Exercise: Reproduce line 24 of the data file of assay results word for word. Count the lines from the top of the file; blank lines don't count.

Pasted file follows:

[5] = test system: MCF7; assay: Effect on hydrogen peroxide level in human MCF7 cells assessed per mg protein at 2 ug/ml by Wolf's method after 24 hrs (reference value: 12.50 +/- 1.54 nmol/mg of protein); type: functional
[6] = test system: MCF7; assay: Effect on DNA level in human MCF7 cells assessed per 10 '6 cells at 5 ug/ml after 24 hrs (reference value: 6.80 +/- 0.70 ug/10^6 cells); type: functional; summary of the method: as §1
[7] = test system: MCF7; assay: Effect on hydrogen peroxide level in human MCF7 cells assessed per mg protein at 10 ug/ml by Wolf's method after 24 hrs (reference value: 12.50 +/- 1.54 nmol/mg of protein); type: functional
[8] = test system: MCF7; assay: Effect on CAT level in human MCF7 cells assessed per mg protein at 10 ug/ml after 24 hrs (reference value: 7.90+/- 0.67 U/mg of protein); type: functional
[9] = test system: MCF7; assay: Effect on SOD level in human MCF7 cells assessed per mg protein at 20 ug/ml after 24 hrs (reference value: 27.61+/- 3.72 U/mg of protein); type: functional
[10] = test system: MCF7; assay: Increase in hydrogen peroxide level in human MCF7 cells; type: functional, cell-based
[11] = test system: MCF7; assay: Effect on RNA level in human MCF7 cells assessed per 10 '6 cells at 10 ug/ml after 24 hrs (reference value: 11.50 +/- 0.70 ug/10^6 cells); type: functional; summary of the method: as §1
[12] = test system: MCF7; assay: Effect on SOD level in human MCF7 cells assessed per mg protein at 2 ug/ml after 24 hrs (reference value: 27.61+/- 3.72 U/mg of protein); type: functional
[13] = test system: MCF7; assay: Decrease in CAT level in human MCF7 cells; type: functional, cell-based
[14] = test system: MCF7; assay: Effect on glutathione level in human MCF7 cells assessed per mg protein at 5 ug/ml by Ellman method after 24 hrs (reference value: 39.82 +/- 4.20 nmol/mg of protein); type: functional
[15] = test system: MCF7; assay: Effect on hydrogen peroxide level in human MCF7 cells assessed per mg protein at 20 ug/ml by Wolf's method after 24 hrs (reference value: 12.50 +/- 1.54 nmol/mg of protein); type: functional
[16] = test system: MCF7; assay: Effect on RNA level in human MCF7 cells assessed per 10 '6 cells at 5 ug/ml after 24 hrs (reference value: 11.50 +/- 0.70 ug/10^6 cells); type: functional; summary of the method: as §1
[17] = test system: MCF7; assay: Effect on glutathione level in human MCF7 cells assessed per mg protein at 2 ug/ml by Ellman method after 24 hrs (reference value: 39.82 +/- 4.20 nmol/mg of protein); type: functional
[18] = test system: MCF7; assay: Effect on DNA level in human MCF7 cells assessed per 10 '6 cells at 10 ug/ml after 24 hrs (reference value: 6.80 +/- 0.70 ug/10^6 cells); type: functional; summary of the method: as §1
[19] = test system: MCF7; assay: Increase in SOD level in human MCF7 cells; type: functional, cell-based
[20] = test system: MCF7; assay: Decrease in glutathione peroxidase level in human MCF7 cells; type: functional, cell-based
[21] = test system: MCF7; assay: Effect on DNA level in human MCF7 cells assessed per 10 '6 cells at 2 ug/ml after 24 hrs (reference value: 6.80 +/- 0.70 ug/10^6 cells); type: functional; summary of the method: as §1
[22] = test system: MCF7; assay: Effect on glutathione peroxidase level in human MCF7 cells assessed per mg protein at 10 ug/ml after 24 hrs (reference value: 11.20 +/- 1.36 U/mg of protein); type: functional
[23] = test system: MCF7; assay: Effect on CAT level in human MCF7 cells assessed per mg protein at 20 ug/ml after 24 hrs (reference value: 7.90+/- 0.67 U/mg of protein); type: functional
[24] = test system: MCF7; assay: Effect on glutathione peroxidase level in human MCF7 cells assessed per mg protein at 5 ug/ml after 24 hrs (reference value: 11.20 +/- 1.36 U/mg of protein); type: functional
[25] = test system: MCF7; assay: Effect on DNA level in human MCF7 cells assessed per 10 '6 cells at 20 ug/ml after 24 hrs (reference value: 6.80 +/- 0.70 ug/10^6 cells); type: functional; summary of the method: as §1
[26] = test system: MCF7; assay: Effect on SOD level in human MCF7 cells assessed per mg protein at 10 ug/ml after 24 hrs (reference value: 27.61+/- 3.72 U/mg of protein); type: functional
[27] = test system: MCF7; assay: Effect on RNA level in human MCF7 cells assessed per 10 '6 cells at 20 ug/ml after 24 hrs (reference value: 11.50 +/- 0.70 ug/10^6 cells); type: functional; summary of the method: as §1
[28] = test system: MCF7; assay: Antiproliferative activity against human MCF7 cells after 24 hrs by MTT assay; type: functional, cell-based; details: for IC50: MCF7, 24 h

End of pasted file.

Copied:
[28] = test system: MCF7; assay: Antiproliferative activity against human MCF7 cells after 24 hrs by MTT assay; type: functional, cell-based; details: for IC50: MCF7, 24 h